“When a group of Israeli soldiers were questioned about their 74 years of military occupation of Palestinian land, including systemic killing, restriction of all movement and even access to water and the other necessities of life; they replied ‘Everything we do to the Palestinians, the Americans did to the Indians.’
Backed by the US War Machine since 1948, Israel is a settler colonial system. The US Empire and the colonial project of Israel are founded and perpetuated by an ideology of white supremacy. Israeli and US police trade practices, weapons, and tactics on population control and repression of resistance under the framework of the War on Terror. Israel is the US Empire’s staunchest ally in suppressing oppressed peoples’ liberation movements around the world—especially Black peoples’ liberation. Erasure and silencing are powerful weapons in their hands.
As educators and poets whose liberation, even survival, depends on challenging white supremacy, it is our responsibility to support all efforts at breaking through the silence. It is our responsibility to struggle for the liberation of all oppressed peoples everywhere.”
and Emory Douglas, Wall + Response artist and Minister of Culture for the Black Panthers:
“The Arab Liberation Mural and all the murals that were to be included in the exhibition have been exhibited publicly for many years in the world-famous and celebrated Clarion Alley, which is about a twenty-minute walk from the SF Public Library. CAMP welcomes thousands of visitors from all walks of life coming to see the broad perspectives of amazing creative art works year-round for 30 years. To me, Clarion Alley Mural Project is a reflection and a continuation of what the SF Public Library is supposed to be; so I ask the question: why does the San Francisco Public Library practice censorship for this exhibition that is as public as it gets?”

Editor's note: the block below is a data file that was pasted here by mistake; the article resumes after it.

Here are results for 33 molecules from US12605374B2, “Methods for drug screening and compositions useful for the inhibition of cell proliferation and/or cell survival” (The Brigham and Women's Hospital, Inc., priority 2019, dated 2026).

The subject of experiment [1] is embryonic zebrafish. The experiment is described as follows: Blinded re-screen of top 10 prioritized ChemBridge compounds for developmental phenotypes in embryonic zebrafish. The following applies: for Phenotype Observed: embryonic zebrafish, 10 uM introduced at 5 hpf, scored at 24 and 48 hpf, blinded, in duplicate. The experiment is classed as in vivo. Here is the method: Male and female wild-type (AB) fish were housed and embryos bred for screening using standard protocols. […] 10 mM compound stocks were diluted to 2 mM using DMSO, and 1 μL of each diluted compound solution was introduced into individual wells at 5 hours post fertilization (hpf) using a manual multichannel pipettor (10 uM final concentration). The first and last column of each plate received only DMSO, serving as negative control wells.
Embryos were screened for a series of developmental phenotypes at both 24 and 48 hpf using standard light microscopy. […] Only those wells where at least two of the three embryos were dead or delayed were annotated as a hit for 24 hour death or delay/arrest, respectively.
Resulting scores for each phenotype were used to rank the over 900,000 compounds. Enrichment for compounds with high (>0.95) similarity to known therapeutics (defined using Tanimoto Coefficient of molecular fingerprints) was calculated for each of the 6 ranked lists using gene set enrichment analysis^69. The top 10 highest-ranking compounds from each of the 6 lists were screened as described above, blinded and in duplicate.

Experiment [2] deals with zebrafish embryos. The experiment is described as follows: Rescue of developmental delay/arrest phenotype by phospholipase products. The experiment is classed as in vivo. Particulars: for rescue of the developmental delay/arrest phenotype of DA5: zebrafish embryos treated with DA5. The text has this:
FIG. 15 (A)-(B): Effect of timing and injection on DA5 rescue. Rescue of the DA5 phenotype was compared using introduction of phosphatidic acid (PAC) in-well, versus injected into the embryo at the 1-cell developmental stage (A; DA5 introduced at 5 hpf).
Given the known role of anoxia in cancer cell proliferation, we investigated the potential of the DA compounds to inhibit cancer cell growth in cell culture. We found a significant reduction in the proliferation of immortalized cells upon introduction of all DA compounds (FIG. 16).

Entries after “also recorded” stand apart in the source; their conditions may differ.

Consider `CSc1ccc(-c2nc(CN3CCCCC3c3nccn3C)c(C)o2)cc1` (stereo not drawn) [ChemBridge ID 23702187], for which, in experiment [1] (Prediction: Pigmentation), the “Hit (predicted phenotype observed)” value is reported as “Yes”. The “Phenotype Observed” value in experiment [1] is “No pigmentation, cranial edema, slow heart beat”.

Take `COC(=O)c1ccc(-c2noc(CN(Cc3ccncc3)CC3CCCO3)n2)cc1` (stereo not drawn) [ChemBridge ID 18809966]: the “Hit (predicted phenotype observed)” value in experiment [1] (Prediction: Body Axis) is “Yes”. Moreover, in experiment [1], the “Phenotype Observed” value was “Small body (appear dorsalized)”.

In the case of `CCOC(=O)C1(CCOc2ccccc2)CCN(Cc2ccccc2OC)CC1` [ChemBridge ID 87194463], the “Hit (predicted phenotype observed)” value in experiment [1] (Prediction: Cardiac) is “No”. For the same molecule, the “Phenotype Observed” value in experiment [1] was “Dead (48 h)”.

Wall + Response curators Megan Wilson and Maw Shein Win had been working closely with the Library’s exhibition team for four months, including extensive reviews of all the works to be included, two walkthroughs of the exhibition space, and several rounds of mockups. Both Wilson and Win expressed that the experience working with the exhibitions team had been very positive and were therefore shocked by the Library’s proposed censorship and subsequent cancellation.
Megan Wilson, curator, Wall + Response and CAMP Co-Director:
“We are extremely disappointed by the San Francisco Public Library’s decision not to present this powerful and inspiring project by censoring the experience of Palestinians. The Arab Liberation Mural is what compassion and collective solidarity looks like in the fight for racial justice.”
These are the discussions on racial disparity that must be given voice in spaces such as our public libraries to address the history of structural and institutional racism, including in San Francisco’s delivery of services to the public and the City’s internal practices and systems as defined in City Ordinance No 188-19, which established San Francisco’s Office of Racial Equity (ORE) in 2019.